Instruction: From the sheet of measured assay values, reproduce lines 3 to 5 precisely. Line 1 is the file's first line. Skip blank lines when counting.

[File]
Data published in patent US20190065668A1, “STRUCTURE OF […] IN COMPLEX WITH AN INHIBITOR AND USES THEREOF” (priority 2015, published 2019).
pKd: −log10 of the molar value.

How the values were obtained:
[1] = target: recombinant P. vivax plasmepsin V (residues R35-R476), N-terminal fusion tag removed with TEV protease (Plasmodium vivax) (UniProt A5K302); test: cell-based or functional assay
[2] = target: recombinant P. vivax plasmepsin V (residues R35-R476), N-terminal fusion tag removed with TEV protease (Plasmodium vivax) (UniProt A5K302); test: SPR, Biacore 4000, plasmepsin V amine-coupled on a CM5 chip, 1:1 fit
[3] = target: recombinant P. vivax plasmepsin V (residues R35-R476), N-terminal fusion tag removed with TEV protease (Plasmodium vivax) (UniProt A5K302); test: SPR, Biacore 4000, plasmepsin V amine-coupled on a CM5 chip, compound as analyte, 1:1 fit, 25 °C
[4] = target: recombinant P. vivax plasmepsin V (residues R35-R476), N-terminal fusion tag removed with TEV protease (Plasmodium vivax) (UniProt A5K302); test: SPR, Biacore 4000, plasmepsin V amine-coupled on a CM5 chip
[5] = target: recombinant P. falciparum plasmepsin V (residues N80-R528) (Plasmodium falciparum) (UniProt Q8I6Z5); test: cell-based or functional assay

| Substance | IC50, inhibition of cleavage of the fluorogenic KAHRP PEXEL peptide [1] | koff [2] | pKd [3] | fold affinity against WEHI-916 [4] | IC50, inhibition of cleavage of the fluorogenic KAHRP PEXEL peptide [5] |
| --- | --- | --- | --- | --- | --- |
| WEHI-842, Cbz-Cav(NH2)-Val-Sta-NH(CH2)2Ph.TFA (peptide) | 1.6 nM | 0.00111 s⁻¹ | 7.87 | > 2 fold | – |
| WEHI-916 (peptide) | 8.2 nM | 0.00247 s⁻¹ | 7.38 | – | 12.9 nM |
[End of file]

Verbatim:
How the values were obtained:
[1] = target: recombinant P. vivax plasmepsin V (residues R35-R476), N-terminal fusion tag removed with TEV protease (Plasmodium vivax) (UniProt A5K302); test: cell-based or functional assay
[2] = target: recombinant P. vivax plasmepsin V (residues R35-R476), N-terminal fusion tag removed with TEV protease (Plasmodium vivax) (UniProt A5K302); test: SPR, Biacore 4000, plasmepsin V amine-coupled on a CM5 chip, 1:1 fit